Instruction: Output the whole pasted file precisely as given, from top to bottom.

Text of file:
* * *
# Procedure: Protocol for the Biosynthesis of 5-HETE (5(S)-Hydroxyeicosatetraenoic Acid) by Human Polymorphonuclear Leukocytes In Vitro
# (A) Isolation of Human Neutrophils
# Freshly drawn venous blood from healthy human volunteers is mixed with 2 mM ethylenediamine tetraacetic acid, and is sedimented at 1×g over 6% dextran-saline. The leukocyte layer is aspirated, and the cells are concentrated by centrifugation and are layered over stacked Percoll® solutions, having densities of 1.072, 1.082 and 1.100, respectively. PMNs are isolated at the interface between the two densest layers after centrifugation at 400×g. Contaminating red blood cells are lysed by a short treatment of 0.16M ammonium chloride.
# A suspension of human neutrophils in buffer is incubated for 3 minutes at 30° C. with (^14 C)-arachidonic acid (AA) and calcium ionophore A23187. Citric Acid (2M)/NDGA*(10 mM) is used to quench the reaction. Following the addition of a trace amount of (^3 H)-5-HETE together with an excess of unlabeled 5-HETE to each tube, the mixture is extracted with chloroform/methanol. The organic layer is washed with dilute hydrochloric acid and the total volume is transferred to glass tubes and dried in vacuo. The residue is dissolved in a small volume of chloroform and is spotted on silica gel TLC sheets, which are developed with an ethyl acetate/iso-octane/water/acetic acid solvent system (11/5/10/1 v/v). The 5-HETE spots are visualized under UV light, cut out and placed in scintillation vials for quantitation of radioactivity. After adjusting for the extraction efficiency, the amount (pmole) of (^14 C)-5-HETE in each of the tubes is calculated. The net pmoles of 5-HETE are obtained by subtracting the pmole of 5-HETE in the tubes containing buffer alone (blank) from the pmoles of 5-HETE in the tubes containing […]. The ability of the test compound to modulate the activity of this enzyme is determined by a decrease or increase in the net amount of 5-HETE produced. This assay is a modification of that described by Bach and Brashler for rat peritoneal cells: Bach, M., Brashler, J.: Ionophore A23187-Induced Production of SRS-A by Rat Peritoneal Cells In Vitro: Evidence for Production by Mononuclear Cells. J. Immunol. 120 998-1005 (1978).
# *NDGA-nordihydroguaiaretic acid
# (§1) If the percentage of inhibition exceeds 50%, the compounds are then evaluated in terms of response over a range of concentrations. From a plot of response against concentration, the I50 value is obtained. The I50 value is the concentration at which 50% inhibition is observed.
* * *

# Procedure: Protocol for the Biosynthesis of 5-HETE (5(S)-Hydroxyeicosatetraenoic Acid) by Human Polymorphonuclear Leukocytes In Vitro
# (A) Isolation of Human Neutrophils
# Freshly drawn venous blood from healthy human volunteers is mixed with 2 mM ethylenediamine tetraacetic acid, and is sedimented at 1×g over 6% dextran-saline. The leukocyte layer is aspirated, and the cells are concentrated by centrifugation and are layered over stacked Percoll® solutions, having densities of 1.072, 1.082 and 1.100, respectively. PMNs are isolated at the interface between the two densest layers after centrifugation at 400×g. Contaminating red blood cells are lysed by a short treatment of 0.16M ammonium chloride.
# A suspension of human neutrophils in buffer is incubated for 3 minutes at 30° C. with (^14 C)-arachidonic acid (AA) and calcium ionophore A23187. Citric Acid (2M)/NDGA*(10 mM) is used to quench the reaction. Following the addition of a trace amount of (^3 H)-5-HETE together with an excess of unlabeled 5-HETE to each tube, the mixture is extracted with chloroform/methanol. The organic layer is washed with dilute hydrochloric acid and the total volume is transferred to glass tubes and dried in vacuo. The residue is dissolved in a small volume of chloroform and is spotted on silica gel TLC sheets, which are developed with an ethyl acetate/iso-octane/water/acetic acid solvent system (11/5/10/1 v/v). The 5-HETE spots are visualized under UV light, cut out and placed in scintillation vials for quantitation of radioactivity. After adjusting for the extraction efficiency, the amount (pmole) of (^14 C)-5-HETE in each of the tubes is calculated. The net pmoles of 5-HETE are obtained by subtracting the pmole of 5-HETE in the tubes containing buffer alone (blank) from the pmoles of 5-HETE in the tubes containing […]. The ability of the test compound to modulate the activity of this enzyme is determined by a decrease or increase in the net amount of 5-HETE produced. This assay is a modification of that described by Bach and Brashler for rat peritoneal cells: Bach, M., Brashler, J.: Ionophore A23187-Induced Production of SRS-A by Rat Peritoneal Cells In Vitro: Evidence for Production by Mononuclear Cells. J. Immunol. 120 998-1005 (1978).
# *NDGA-nordihydroguaiaretic acid
# (§1) If the percentage of inhibition exceeds 50%, the compounds are then evaluated in terms of response over a range of concentrations. From a plot of response against concentration, the I50 value is obtained. The I50 value is the concentration at which 50% inhibition is observed.